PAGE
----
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Foreign key constraint and indexes use
I was wondering what are the best practices for orm/database design.
I checked ormauth package migrations and found that there are some foreign key constraints but only a few. I also found that there were no indexes at all on other foreign keys.
So the questions are: Is there any reason ormauth is using only a few fk constraints? Should I create index on any fk (with explicit mysql constraint or not)? Can the oil generate command deal with constraints and indexes?
Yes, simply because I don't like them.
I know DBA's love them (they don't trust developers with "their" data, and they may have a point).
But it's magic that happens outside of your application control (your constraint may cause lots of records to be deleted, which the ORM still has cached versions in memory. using them will crash your app), Also, the current DB layer is very MySQL centric, and DBUtil is that almost 100%.
Which means that if constraints are defined in the migrations, you can never use Auth on postgresql, Oracle, or something else that PDO supports...
Fuel v2 has platform drivers, so it's possible to write generic constraints that will translate to the correct SQL for your target platform.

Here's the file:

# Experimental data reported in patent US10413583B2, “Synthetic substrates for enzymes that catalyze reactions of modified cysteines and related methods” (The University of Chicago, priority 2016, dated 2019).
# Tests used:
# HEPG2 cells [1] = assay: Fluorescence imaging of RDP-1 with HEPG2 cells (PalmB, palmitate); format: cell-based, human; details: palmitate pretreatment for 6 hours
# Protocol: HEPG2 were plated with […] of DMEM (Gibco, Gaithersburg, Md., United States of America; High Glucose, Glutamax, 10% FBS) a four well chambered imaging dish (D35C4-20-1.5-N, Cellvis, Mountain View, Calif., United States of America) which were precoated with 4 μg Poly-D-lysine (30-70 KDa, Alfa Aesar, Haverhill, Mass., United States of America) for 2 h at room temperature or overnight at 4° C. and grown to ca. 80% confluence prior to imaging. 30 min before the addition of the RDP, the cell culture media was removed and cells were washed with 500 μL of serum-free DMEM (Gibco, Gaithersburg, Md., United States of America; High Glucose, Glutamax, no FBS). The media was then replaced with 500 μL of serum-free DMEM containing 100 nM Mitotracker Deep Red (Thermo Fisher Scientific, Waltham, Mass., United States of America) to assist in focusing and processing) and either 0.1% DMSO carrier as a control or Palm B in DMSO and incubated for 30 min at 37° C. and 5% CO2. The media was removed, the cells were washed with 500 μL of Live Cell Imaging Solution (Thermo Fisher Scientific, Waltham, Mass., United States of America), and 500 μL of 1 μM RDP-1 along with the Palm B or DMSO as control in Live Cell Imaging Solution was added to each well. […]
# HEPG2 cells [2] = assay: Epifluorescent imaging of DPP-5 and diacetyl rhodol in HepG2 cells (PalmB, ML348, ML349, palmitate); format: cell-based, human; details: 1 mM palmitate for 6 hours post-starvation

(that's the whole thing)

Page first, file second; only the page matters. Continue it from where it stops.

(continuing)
It will not remove the magic though. So I will still not like it.
You can create indexes where needed, just create a migration for it. Most people only have a limited amount of users in the system, so an index doesn't give you very much.
I'm a supporter of "code first, optimize later", and "don't over optimize". So I never create any secondairy indexes until performance need to be improved, and it's proven that this index will do that (and not have performance hits elsewhere). Same goes for the INNODB vs MyISAM selection for a specific table.
Thanks for the quick answer and sharing your point of view. But if you don't like them why did you use them a little bit? I suppose it is for cascade delete support when using simpleauth but I am not 100% percent sure.
There is only a constraint definition for the Opauth session and sessionscopes tables, and it is there because Opauth requires it. It was directly copied from the Opauth installation instructions.
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